Riding Mowers & Tractors: Leaking oil or gas
Check the oil level when the engine leaks oil. Drain oil to the full mark on the dipstick if you find the engine overfilled. A leaking head gasket or sump gasket can also cause oil leaks. Replace any damaged engine gaskets. If you notice gasoline stains on the pavement or garage floor, investigate the source of the leaking fuel. Rebuild or replace the carburetor if it leaks gas. Check the fuel pump for leaks and replace the pump if it's damaged.
Replace the riding mower carburetor assembly
The carburetor mixes gas with air before the fuel goes into the cylinder. If the gas/air mix isn't balanced, the engine won't start or the engine will run rough and stall when you try to drive the riding mower. A damaged carburetor may also leak gas. Replace the carburetor if it causes any of these symptoms.
Rebuild the riding mower engine carburetor
The carburetor mixes fuel with air to create a combustible mixture that enters the engine cylinder and ignites to drive the piston. Impurities in gasoline can clog the carburetor, preventing the engine from starting. Carburetor clogs can also cause the engine to run rough and the engine may stall when you try to drive the riding mower. Seals and gaskets in the carburetor eventually wear out and can leak gas. Use a carburetor rebuild kit to refurbish a clogged or leaking carburetor.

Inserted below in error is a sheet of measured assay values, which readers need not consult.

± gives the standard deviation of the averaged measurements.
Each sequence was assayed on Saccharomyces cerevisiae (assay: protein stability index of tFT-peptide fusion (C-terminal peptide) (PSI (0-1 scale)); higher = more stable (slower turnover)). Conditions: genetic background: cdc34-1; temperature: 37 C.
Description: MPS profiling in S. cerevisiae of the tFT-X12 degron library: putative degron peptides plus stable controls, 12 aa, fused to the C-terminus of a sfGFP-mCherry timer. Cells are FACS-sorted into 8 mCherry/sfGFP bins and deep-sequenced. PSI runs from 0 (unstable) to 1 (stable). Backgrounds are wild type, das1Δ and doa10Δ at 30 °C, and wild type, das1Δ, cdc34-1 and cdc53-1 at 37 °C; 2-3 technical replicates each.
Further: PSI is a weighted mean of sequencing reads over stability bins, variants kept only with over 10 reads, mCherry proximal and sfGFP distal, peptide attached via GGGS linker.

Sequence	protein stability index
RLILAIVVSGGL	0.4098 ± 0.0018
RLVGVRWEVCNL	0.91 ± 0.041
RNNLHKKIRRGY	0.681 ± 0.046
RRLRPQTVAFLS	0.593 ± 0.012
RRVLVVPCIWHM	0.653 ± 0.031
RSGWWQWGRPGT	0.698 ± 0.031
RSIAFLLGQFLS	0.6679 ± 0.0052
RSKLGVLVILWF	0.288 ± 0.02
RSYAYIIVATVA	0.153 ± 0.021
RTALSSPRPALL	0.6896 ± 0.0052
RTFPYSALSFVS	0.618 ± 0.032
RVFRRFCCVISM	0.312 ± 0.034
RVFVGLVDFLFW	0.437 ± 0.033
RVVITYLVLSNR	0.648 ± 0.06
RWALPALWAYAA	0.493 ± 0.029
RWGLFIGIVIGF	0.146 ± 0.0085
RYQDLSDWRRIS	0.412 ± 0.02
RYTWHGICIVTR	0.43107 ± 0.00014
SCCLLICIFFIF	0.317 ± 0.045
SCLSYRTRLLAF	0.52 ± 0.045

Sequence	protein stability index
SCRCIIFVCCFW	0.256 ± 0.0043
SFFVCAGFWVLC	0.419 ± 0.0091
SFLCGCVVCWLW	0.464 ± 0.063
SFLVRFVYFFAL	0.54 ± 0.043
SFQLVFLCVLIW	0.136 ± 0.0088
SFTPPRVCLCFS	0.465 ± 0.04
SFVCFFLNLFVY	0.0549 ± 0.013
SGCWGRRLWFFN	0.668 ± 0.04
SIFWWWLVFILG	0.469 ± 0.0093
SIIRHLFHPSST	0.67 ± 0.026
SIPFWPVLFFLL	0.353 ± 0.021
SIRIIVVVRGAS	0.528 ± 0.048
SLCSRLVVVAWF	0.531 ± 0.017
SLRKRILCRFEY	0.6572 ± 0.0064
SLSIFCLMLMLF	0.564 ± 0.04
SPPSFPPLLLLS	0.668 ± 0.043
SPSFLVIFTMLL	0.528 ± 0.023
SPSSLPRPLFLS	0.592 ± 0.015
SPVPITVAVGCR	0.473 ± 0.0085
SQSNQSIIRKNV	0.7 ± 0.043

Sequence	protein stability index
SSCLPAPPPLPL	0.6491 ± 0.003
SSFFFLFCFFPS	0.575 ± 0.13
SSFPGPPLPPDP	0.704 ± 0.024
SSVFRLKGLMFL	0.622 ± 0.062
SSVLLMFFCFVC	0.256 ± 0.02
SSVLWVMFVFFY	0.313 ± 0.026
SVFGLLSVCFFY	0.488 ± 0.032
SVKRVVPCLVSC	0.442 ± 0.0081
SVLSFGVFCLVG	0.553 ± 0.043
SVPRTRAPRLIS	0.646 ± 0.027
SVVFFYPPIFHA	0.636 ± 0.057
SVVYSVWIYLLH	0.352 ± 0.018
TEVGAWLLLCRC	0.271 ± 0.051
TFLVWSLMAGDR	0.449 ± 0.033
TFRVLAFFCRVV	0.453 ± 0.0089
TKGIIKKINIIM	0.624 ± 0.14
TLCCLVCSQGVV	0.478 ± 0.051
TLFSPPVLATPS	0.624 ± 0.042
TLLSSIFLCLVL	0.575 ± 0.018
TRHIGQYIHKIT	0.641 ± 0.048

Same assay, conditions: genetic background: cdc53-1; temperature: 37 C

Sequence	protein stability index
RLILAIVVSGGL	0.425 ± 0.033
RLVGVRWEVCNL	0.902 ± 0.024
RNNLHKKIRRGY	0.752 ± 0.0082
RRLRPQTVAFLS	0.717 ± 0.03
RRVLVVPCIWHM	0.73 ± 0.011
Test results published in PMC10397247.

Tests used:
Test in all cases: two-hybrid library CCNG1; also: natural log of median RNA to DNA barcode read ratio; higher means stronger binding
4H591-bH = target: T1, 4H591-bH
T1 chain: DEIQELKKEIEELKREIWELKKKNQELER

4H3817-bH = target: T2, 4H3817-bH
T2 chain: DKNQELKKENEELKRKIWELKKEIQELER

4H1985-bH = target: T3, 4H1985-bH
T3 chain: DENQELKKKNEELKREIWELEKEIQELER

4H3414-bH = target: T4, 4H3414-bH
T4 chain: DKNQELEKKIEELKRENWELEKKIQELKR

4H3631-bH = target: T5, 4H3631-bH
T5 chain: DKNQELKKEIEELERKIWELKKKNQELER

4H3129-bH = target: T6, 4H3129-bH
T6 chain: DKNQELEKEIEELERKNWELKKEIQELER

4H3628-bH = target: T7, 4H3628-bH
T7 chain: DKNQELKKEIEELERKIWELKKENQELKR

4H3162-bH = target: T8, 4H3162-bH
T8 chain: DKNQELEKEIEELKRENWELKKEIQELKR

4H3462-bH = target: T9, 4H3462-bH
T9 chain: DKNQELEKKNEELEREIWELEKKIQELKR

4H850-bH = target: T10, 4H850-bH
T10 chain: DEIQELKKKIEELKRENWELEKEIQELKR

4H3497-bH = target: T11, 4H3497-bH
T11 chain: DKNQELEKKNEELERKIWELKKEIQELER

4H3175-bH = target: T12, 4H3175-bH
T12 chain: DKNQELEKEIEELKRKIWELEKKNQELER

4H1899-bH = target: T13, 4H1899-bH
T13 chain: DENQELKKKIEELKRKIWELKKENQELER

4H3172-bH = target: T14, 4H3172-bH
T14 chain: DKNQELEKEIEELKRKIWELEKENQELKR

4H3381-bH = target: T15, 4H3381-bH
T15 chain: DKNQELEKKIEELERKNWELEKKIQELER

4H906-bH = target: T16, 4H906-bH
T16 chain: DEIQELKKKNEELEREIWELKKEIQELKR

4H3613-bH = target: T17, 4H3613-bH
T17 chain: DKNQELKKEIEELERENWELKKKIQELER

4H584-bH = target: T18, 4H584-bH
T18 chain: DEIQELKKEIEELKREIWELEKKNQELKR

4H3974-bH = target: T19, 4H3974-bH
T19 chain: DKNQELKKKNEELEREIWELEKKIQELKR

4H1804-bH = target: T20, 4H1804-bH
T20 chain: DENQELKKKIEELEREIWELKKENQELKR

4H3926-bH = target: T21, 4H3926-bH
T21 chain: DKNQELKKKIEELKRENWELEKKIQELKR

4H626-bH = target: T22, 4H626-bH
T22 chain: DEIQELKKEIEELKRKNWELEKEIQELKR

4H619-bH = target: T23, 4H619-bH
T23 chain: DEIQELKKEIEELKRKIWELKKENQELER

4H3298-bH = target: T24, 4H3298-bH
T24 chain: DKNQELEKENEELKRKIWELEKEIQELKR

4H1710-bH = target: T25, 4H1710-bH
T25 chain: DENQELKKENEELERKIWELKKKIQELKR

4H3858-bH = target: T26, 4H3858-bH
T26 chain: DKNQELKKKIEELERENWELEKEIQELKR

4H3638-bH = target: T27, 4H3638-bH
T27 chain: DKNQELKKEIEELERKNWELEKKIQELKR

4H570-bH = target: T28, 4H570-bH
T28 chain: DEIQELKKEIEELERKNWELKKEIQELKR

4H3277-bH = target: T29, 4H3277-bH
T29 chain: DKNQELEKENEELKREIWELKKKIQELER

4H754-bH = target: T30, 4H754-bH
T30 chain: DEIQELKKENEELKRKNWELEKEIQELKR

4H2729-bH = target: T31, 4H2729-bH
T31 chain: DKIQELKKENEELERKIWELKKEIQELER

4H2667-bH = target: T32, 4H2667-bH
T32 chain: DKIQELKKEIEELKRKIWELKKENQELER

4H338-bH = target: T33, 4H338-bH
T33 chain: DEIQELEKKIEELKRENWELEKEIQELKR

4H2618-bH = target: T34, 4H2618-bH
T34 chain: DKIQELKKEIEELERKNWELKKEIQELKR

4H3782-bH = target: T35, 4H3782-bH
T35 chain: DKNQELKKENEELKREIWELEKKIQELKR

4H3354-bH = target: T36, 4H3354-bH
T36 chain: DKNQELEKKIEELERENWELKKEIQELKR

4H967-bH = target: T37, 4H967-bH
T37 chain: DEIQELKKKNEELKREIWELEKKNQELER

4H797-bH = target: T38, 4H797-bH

Replace the riding mower head gasket
If you notice an oil leak and your mower's engine can't reach normal operating speed or the mower struggles to climb a hill, the engine may have blown the head gasket. The head gasket seals the cylinder head to the top of the engine. Air leaking past a damaged head gasket reduces cylinder compression causing a loss of power. A blown head gasket leaks oil because the gasket doesn't seal the cylinder head mounting surfaces. Replace the head gasket if it leaks.
Replace the riding mower fuel pump
The fuel pump moves fuel to the engine from the fuel tank on the riding mower or lawn tractor fuel tank. If the engine won't start or quits after starting, the fuel pump might not be working. A cracked fuel pump leaks gasoline. Replace the fuel pump if it leaks or doesn't pump fuel to the carburetor.
These step-by-step repair guides will help you safely fix what’s broken on your riding mower or lawn tractor.
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